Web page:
Boris Johnson faces heavy criticism ahead of his major Brexit speech as one Commons committee chair asks why he is being taken seriously following the infamous pre-referendum assertion that Britain sends £350m a week to the EU.
The comments come as the Foreign Secretary prepares to deliver a speech on what his allies claim is a liberal vision for Brexit and carries the warning that reversing the referendum result of 2016 will be a “disastrous mistake”.
Yvette Cooper, the senior Labour MP and chair of the Home Affairs Committee in Westminster, said: “The problem with that is, from the point of view of a committee chair, we’ve got this speech being made which doesn’t seem to set out any detail.
“The Government cannot keep kicking the can down the road, we’ve got to actually have some practical details on it.”
Referring to his pre-referendum claim – one that has been discredited by the chair of UK Statistics Authority – Ms Cooper told the BBC’s Radio 4 Today programme: “And to be honest given that everything he said about the bus I don’t know really see why we’re taking him seriously.”
In an attempt to reach out to pro-Europeans in Britain, Mr Johnson, a prominent Leave campaigner, will also add in his speech: “It is not good enough to say to Remainers – you lost, get over it; because we must accept that many are actuated by entirely noble sentiments.”
Extracts of Mr Johnson’s speech were also met with a lukewarm response from Thorbjörn Sohlström, the Swedish Ambassador to the UK, who warned that the Government’s Brexit red lines were “not so easy to marry with friction-free trade”.
He continued: “It’s clear that if Britain will indeed leave both the customs union and the single market and perhaps take some distance from EU rules and regulations, there will be, I think, a degree of friction in the trade.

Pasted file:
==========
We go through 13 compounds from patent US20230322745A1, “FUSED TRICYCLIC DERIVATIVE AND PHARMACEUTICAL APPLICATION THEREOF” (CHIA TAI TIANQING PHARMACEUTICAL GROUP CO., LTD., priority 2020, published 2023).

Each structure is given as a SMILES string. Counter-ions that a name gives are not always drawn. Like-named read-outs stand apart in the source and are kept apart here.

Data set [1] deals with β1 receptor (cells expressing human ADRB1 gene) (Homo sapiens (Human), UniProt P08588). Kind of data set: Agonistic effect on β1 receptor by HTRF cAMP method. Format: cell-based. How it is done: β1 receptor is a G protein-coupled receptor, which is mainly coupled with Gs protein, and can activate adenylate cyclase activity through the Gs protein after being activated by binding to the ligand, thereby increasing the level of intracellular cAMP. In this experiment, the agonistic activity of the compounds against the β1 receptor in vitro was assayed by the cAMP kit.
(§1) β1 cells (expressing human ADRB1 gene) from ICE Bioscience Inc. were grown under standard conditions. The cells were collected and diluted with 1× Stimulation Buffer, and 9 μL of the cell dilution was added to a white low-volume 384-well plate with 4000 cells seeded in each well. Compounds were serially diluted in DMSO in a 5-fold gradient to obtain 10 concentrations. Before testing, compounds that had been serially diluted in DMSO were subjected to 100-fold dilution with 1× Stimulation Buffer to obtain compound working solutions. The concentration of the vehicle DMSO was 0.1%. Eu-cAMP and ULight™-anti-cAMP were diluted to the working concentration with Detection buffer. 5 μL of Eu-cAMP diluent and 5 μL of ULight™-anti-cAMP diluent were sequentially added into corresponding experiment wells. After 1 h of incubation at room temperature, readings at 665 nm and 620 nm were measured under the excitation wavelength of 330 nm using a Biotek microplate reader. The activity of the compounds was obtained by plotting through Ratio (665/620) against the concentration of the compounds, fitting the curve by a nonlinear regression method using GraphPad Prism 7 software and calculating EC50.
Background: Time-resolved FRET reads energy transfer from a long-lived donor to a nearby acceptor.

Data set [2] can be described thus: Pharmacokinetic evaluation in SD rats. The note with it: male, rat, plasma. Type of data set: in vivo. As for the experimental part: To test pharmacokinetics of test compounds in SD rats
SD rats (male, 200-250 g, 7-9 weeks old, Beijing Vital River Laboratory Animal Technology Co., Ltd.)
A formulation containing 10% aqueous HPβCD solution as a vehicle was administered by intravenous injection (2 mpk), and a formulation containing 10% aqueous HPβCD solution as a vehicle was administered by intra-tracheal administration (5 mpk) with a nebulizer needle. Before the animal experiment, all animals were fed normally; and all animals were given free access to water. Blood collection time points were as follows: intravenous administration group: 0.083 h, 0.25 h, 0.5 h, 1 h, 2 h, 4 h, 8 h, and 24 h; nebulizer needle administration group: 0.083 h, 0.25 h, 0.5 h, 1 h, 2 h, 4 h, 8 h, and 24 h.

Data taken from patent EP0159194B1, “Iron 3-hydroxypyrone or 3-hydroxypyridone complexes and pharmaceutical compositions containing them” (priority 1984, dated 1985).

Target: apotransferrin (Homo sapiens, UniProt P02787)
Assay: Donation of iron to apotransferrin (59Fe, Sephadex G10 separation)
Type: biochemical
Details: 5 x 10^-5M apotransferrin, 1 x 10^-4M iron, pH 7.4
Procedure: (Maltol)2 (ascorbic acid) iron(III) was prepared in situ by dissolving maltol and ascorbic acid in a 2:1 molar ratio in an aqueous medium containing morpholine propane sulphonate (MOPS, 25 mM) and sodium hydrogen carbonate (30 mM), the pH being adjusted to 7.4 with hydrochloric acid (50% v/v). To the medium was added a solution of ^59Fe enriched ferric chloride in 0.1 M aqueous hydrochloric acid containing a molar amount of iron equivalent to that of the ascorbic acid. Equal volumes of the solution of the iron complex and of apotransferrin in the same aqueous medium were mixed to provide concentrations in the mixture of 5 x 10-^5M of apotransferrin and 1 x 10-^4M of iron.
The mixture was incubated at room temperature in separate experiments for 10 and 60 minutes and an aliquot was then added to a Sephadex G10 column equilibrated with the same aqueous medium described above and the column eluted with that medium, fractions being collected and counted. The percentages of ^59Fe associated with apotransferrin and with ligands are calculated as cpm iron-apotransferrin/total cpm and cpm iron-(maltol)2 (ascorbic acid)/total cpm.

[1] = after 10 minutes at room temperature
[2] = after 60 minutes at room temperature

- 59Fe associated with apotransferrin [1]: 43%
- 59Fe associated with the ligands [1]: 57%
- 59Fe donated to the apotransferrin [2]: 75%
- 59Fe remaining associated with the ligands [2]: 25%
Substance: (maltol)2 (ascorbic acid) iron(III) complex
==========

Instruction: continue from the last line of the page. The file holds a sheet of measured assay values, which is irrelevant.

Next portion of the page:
“There are strong incentives on each side to find a good arrangement and we will try to be as constructive as possible to achieve that sort of outcome, but I don’t think it will be that easy.”
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And Green leader Caroline Lucas, a support of the Best for Britain organisation, added: “Boris is deluded if he thinks, he of all people can ‘reach out to people who voted remain’. He lied to the public to further his own political goals – and people up and down the country are now picking up the pieces.
“It may be Valentine’s Day tomorrow – but the British people have well and truly fallen out of love with Boris Johnson, and have had enough of his self-aggrandising nonsense.”
The Conservative MEP Daniel Hannan, a founding member of Vote Leave, however, said Mr Johnson was aiming his speech at those who felt “alienated and angry” about the referendum result.
Mr Hannan said: “He knows that a number of people feel kind of alienated and angry about the result and that’s not something that any Leaver should feel good about.
“We want to try and carry as many people with us, it was a narrow outcome, it was a 48/52 vote that means we should try and find a consensus that both sides can at least live with.”
He added: “He was one of the, arguably the chief figure in Vote Leave. I’d have thought if there is a task of reconciliation he’s the person to undertake it.”